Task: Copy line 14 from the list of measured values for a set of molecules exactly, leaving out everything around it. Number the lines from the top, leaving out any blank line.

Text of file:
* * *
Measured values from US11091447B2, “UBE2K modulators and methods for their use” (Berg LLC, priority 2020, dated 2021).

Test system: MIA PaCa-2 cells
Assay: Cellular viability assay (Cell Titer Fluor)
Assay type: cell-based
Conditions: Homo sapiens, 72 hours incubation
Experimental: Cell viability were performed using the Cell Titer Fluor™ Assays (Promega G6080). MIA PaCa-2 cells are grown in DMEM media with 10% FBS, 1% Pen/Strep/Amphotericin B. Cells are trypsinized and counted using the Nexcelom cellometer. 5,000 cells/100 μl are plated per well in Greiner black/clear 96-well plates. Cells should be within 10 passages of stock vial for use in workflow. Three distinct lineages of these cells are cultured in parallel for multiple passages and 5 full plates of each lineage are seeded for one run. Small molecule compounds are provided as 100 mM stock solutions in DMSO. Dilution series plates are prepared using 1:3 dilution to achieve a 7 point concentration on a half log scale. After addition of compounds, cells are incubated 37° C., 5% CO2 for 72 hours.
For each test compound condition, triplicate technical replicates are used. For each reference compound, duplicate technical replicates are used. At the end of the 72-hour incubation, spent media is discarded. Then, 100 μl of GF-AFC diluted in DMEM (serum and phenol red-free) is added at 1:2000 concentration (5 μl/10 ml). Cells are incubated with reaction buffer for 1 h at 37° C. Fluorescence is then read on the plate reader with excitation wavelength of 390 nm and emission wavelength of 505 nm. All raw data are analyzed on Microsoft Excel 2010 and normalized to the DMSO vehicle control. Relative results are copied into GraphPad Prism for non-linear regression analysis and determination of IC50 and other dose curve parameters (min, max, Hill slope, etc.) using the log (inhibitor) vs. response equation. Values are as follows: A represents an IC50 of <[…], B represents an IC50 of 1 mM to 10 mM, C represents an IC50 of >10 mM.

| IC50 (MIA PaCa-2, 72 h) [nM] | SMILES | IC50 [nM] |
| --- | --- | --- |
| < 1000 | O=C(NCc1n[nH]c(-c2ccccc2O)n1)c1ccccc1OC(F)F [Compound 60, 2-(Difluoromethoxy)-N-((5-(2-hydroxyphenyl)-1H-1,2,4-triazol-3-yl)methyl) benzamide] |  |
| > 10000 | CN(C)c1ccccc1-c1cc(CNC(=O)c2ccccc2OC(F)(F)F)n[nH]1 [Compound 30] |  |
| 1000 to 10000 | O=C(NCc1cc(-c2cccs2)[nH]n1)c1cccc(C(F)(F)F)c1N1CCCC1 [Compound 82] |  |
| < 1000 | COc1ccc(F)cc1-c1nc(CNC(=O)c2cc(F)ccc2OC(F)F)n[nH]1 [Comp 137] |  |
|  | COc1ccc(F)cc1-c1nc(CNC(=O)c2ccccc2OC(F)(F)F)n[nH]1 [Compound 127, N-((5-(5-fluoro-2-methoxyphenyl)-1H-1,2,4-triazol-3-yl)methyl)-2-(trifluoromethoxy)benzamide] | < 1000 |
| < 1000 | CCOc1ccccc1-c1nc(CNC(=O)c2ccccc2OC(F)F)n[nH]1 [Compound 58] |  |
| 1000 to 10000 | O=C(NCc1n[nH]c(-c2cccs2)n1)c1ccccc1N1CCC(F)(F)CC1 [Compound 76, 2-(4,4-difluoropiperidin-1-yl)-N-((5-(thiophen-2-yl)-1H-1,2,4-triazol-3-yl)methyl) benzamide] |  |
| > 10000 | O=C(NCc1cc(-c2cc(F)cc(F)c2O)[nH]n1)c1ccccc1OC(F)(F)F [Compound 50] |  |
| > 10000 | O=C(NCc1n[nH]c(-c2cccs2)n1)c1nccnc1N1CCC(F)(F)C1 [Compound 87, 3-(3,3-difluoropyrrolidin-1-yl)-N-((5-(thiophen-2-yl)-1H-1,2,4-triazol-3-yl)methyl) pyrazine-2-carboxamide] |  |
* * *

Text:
|  | COc1ccc(F)cc1-c1nc(CNC(=O)c2ccccc2OC(F)(F)F)n[nH]1 [Compound 127, N-((5-(5-fluoro-2-methoxyphenyl)-1H-1,2,4-triazol-3-yl)methyl)-2-(trifluoromethoxy)benzamide] | < 1000 |